Why Some Wood Should Not be Stained

Uneven floor stain
Uneven and blotchy floor stain
uneven stain
Uneven stain
blotchy stained floor
Dark stains are very difficult to get right.

I’ve done some interesting jobs in my time. Just look at my blog for the multi-colored footprints on stairs. That was a fun job!

Many people will ask me to do custom work for them while I am doing their floors, and I will usually agree to it if it fits my schedule. As part of my regular flooring services, I do, inlays, stairs, nosings, trim, borders, floating floors for going over concrete, sometimes cabinets and custom furniture, and custom stains.

Recently a question came up with a customer who wanted to put a stain on a hickory floor. For one thing, hickory is so colorful staining it is not practical, and because of the flat grains of woods like hickory, birch, cherry, maple or beach, it is not recommended that they be stained because the stain will be blotchy due to the grain characteristics of these woods.

The best wood for staining is white oak since it changes the color of the stain the least and takes stain fairly well. Red oak can also be stained, just keep in mind that the natural red color of the oak will add a red tint to your stain. If you are going with a light stain, the red will be more noticeable than with a dark stain.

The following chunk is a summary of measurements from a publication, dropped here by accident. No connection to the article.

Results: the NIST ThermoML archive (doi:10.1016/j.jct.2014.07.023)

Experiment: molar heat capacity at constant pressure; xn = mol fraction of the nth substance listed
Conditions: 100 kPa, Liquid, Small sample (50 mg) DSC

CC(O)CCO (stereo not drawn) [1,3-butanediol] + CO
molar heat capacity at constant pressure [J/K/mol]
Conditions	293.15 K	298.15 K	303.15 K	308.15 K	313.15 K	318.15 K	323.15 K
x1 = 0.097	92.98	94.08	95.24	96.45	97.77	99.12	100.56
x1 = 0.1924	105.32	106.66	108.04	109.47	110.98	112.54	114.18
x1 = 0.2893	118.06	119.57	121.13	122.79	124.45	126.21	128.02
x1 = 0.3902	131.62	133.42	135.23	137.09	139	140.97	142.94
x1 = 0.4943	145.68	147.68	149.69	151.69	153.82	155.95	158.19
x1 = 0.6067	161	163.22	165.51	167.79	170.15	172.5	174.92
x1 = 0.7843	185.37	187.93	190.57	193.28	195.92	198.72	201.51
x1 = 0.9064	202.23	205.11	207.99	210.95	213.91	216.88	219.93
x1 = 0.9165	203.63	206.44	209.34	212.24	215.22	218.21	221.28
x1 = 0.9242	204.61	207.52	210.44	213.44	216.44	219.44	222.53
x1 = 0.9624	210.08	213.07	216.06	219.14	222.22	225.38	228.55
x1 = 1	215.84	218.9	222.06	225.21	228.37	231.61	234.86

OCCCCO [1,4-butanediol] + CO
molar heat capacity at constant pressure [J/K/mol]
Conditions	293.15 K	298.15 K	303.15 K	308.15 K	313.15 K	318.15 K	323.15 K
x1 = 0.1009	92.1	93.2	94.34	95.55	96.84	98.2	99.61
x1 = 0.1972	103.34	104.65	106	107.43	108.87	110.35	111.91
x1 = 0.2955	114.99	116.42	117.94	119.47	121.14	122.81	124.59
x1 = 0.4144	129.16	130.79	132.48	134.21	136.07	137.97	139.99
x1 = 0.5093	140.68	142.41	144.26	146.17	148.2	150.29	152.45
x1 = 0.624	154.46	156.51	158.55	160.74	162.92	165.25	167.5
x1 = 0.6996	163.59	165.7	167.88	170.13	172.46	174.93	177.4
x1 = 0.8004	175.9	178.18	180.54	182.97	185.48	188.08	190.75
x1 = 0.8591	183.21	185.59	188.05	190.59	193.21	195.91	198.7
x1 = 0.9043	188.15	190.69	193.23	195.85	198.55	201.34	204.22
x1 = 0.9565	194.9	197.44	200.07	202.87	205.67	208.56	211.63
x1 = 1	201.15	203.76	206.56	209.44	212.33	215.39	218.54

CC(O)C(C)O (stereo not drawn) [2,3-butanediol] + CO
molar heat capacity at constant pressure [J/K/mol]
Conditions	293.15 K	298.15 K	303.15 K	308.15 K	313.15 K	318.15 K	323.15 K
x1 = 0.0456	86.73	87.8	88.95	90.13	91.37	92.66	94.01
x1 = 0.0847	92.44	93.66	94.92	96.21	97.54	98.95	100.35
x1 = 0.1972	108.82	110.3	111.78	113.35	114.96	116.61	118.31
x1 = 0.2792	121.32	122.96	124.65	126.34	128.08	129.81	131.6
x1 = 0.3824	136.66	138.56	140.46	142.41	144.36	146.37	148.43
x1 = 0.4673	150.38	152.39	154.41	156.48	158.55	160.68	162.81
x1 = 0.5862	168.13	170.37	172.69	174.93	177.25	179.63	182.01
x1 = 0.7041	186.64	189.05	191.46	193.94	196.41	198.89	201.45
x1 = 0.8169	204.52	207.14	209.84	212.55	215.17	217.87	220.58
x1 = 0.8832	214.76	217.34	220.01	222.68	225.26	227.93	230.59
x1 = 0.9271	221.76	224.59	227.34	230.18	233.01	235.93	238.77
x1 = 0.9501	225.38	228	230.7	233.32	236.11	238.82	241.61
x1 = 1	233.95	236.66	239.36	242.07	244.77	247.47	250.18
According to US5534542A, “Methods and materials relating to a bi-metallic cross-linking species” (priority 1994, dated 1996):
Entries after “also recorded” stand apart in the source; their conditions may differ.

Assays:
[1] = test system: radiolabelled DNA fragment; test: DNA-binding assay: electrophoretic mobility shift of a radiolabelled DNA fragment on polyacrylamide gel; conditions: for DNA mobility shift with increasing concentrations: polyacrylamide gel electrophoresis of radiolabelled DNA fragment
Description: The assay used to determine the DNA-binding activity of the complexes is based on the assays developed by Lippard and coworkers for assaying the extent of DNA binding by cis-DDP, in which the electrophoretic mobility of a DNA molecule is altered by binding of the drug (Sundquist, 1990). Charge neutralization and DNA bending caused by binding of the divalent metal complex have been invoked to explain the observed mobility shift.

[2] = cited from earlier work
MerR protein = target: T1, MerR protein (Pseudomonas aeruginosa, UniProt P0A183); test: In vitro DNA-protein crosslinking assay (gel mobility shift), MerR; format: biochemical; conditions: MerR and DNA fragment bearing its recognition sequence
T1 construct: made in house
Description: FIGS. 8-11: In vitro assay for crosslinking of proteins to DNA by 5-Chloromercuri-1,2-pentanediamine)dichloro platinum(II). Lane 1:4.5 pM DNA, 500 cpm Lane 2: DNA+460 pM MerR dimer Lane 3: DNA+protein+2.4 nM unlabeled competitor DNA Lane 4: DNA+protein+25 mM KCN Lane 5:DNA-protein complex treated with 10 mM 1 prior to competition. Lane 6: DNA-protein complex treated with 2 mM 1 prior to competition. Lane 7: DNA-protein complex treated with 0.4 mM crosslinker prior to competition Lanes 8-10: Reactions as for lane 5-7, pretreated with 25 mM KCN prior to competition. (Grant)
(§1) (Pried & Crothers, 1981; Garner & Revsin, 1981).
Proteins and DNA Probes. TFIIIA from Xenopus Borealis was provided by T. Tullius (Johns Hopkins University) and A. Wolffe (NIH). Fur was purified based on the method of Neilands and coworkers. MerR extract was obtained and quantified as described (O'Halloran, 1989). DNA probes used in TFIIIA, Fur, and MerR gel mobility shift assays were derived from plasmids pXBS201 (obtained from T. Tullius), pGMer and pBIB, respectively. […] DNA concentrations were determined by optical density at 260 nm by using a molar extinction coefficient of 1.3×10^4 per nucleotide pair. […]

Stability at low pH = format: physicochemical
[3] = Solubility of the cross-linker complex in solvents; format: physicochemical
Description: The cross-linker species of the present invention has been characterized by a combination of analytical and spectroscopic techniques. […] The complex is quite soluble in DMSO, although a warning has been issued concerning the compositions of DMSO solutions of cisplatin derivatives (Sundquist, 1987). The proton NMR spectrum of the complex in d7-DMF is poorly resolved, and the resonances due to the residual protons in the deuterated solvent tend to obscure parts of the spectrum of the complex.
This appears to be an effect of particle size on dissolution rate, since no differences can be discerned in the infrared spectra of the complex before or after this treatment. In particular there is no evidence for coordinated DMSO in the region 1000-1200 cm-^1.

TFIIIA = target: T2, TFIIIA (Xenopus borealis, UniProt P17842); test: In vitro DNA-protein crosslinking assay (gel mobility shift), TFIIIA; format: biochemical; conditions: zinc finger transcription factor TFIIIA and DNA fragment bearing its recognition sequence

The blotchy stained floors in these photos however are just because of poor staining techniques.

There is a trick to getting dark stains especially to look good. Of course, we aren’t going to reveal it here, but a professional flooring company should not have this problem. All of these floors were done by do-it-yourselfers.

If your hardwood flooring company stains floors anything like this, you need a new hardwood flooring company, because these photos are definitely unacceptable.

See our page on Custom Stains. We are masters at it.